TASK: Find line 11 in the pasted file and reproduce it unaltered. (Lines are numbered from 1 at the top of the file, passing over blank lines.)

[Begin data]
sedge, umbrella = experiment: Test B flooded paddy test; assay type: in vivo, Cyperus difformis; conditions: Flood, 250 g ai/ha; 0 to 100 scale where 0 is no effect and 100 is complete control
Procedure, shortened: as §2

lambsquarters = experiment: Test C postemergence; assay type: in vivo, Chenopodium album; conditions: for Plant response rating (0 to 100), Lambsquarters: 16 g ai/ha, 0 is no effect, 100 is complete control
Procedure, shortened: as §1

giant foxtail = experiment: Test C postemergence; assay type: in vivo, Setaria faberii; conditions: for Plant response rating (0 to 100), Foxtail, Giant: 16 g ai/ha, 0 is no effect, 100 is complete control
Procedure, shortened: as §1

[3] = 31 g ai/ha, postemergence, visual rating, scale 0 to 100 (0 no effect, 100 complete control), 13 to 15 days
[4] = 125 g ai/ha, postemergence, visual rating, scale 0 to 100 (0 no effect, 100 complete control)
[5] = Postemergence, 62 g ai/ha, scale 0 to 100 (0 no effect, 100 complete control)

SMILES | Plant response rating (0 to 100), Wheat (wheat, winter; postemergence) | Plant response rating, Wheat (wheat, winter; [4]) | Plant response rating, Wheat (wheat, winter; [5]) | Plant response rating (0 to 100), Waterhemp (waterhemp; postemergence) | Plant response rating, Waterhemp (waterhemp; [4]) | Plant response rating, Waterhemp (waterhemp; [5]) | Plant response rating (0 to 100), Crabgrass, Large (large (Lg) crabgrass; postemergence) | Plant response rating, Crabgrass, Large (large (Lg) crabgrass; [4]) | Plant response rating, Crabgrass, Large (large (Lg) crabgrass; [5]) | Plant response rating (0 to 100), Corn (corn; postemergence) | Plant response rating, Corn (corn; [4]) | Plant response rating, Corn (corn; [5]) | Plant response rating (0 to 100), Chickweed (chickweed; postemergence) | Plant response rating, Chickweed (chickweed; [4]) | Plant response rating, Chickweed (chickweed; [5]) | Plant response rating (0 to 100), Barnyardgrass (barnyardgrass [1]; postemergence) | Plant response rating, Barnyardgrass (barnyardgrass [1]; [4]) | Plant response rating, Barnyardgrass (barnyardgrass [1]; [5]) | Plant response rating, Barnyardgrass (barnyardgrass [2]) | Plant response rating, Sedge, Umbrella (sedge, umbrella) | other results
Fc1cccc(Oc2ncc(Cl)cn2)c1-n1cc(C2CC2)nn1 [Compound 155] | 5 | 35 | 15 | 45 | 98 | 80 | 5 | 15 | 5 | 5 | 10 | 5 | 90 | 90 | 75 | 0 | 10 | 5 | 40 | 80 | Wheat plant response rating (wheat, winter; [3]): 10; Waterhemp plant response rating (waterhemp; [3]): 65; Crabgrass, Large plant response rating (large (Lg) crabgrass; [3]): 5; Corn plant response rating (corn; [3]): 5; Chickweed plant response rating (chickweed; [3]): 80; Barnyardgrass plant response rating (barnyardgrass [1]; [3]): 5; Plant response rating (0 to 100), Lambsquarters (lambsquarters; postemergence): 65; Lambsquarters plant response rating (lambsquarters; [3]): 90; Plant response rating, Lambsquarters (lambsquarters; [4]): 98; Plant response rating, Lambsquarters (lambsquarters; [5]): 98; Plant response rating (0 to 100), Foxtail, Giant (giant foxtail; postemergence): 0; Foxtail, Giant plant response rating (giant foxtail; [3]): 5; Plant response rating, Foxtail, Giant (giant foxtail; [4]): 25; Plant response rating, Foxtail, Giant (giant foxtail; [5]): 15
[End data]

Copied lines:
Fc1cccc(Oc2ncc(Cl)cn2)c1-n1cc(C2CC2)nn1 [Compound 155] | 5 | 35 | 15 | 45 | 98 | 80 | 5 | 15 | 5 | 5 | 10 | 5 | 90 | 90 | 75 | 0 | 10 | 5 | 40 | 80 | Wheat plant response rating (wheat, winter; [3]): 10; Waterhemp plant response rating (waterhemp; [3]): 65; Crabgrass, Large plant response rating (large (Lg) crabgrass; [3]): 5; Corn plant response rating (corn; [3]): 5; Chickweed plant response rating (chickweed; [3]): 80; Barnyardgrass plant response rating (barnyardgrass [1]; [3]): 5; Plant response rating (0 to 100), Lambsquarters (lambsquarters; postemergence): 65; Lambsquarters plant response rating (lambsquarters; [3]): 90; Plant response rating, Lambsquarters (lambsquarters; [4]): 98; Plant response rating, Lambsquarters (lambsquarters; [5]): 98; Plant response rating (0 to 100), Foxtail, Giant (giant foxtail; postemergence): 0; Foxtail, Giant plant response rating (giant foxtail; [3]): 5; Plant response rating, Foxtail, Giant (giant foxtail; [4]): 25; Plant response rating, Foxtail, Giant (giant foxtail; [5]): 15